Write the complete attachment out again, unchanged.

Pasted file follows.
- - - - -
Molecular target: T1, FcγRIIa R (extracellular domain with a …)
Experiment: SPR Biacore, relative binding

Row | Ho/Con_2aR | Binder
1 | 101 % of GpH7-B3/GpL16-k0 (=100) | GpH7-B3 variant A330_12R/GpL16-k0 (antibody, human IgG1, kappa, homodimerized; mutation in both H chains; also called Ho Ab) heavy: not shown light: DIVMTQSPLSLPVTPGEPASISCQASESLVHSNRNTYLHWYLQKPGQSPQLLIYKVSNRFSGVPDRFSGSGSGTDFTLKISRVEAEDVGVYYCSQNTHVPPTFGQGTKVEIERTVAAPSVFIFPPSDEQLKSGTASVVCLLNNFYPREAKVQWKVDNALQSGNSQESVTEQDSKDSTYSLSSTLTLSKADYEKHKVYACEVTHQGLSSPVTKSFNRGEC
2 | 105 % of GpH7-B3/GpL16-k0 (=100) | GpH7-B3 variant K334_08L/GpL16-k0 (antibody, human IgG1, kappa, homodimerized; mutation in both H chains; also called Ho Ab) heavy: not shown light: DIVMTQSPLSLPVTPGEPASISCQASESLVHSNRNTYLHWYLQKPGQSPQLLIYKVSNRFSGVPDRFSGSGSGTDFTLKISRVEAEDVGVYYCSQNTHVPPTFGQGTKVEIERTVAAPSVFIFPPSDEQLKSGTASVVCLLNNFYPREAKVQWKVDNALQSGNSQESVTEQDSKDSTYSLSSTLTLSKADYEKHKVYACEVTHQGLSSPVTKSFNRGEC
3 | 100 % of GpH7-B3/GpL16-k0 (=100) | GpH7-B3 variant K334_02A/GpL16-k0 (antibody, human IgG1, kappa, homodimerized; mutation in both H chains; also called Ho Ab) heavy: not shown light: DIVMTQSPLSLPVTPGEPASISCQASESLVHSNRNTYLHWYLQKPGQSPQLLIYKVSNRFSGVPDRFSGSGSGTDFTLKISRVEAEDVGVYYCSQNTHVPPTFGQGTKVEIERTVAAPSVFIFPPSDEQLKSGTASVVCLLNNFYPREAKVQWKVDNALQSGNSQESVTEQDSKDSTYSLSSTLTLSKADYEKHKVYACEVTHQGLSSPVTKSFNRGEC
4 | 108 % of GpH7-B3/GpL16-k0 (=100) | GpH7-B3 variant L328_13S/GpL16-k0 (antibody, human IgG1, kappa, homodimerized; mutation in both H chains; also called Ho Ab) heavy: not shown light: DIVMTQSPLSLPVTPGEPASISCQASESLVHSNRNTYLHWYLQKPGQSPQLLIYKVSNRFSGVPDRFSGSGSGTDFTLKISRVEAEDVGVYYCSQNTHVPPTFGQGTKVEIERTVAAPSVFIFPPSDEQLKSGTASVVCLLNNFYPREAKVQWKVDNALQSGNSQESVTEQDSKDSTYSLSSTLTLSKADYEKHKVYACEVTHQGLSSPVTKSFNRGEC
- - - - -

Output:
Molecular target: T1, FcγRIIa R (extracellular domain with a …)
Experiment: SPR Biacore, relative binding

Row | Ho/Con_2aR | Binder
1 | 101 % of GpH7-B3/GpL16-k0 (=100) | GpH7-B3 variant A330_12R/GpL16-k0 (antibody, human IgG1, kappa, homodimerized; mutation in both H chains; also called Ho Ab) heavy: not shown light: DIVMTQSPLSLPVTPGEPASISCQASESLVHSNRNTYLHWYLQKPGQSPQLLIYKVSNRFSGVPDRFSGSGSGTDFTLKISRVEAEDVGVYYCSQNTHVPPTFGQGTKVEIERTVAAPSVFIFPPSDEQLKSGTASVVCLLNNFYPREAKVQWKVDNALQSGNSQESVTEQDSKDSTYSLSSTLTLSKADYEKHKVYACEVTHQGLSSPVTKSFNRGEC
2 | 105 % of GpH7-B3/GpL16-k0 (=100) | GpH7-B3 variant K334_08L/GpL16-k0 (antibody, human IgG1, kappa, homodimerized; mutation in both H chains; also called Ho Ab) heavy: not shown light: DIVMTQSPLSLPVTPGEPASISCQASESLVHSNRNTYLHWYLQKPGQSPQLLIYKVSNRFSGVPDRFSGSGSGTDFTLKISRVEAEDVGVYYCSQNTHVPPTFGQGTKVEIERTVAAPSVFIFPPSDEQLKSGTASVVCLLNNFYPREAKVQWKVDNALQSGNSQESVTEQDSKDSTYSLSSTLTLSKADYEKHKVYACEVTHQGLSSPVTKSFNRGEC
3 | 100 % of GpH7-B3/GpL16-k0 (=100) | GpH7-B3 variant K334_02A/GpL16-k0 (antibody, human IgG1, kappa, homodimerized; mutation in both H chains; also called Ho Ab) heavy: not shown light: DIVMTQSPLSLPVTPGEPASISCQASESLVHSNRNTYLHWYLQKPGQSPQLLIYKVSNRFSGVPDRFSGSGSGTDFTLKISRVEAEDVGVYYCSQNTHVPPTFGQGTKVEIERTVAAPSVFIFPPSDEQLKSGTASVVCLLNNFYPREAKVQWKVDNALQSGNSQESVTEQDSKDSTYSLSSTLTLSKADYEKHKVYACEVTHQGLSSPVTKSFNRGEC
4 | 108 % of GpH7-B3/GpL16-k0 (=100) | GpH7-B3 variant L328_13S/GpL16-k0 (antibody, human IgG1, kappa, homodimerized; mutation in both H chains; also called Ho Ab) heavy: not shown light: DIVMTQSPLSLPVTPGEPASISCQASESLVHSNRNTYLHWYLQKPGQSPQLLIYKVSNRFSGVPDRFSGSGSGTDFTLKISRVEAEDVGVYYCSQNTHVPPTFGQGTKVEIERTVAAPSVFIFPPSDEQLKSGTASVVCLLNNFYPREAKVQWKVDNALQSGNSQESVTEQDSKDSTYSLSSTLTLSKADYEKHKVYACEVTHQGLSSPVTKSFNRGEC